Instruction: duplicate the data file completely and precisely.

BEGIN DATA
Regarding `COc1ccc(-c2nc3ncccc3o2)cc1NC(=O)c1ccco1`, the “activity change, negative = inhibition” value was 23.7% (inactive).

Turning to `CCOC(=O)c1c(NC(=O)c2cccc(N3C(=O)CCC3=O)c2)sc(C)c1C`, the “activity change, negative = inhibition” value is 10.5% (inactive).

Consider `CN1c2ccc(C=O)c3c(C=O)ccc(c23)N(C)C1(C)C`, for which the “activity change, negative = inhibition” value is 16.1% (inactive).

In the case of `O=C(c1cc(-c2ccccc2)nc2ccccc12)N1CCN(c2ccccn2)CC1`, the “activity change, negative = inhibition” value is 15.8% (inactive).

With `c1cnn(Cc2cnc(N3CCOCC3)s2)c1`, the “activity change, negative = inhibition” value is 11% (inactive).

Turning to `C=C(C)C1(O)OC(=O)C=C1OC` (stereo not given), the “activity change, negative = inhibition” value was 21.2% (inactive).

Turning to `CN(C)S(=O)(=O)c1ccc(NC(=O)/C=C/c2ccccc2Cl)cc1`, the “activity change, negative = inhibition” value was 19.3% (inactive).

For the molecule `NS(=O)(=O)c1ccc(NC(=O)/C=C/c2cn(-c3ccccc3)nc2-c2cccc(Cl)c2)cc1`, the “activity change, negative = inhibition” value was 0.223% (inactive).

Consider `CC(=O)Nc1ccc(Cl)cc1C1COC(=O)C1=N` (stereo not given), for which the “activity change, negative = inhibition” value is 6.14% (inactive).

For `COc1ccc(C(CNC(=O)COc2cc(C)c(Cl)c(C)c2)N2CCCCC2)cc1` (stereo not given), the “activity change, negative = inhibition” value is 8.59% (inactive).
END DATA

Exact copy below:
Regarding `COc1ccc(-c2nc3ncccc3o2)cc1NC(=O)c1ccco1`, the “activity change, negative = inhibition” value was 23.7% (inactive).

Turning to `CCOC(=O)c1c(NC(=O)c2cccc(N3C(=O)CCC3=O)c2)sc(C)c1C`, the “activity change, negative = inhibition” value is 10.5% (inactive).

Consider `CN1c2ccc(C=O)c3c(C=O)ccc(c23)N(C)C1(C)C`, for which the “activity change, negative = inhibition” value is 16.1% (inactive).

In the case of `O=C(c1cc(-c2ccccc2)nc2ccccc12)N1CCN(c2ccccn2)CC1`, the “activity change, negative = inhibition” value is 15.8% (inactive).

With `c1cnn(Cc2cnc(N3CCOCC3)s2)c1`, the “activity change, negative = inhibition” value is 11% (inactive).

Turning to `C=C(C)C1(O)OC(=O)C=C1OC` (stereo not given), the “activity change, negative = inhibition” value was 21.2% (inactive).

Turning to `CN(C)S(=O)(=O)c1ccc(NC(=O)/C=C/c2ccccc2Cl)cc1`, the “activity change, negative = inhibition” value was 19.3% (inactive).

For the molecule `NS(=O)(=O)c1ccc(NC(=O)/C=C/c2cn(-c3ccccc3)nc2-c2cccc(Cl)c2)cc1`, the “activity change, negative = inhibition” value was 0.223% (inactive).

Consider `CC(=O)Nc1ccc(Cl)cc1C1COC(=O)C1=N` (stereo not given), for which the “activity change, negative = inhibition” value is 6.14% (inactive).

For `COc1ccc(C(CNC(=O)COc2cc(C)c(Cl)c(C)c2)N2CCCCC2)cc1` (stereo not given), the “activity change, negative = inhibition” value is 8.59% (inactive).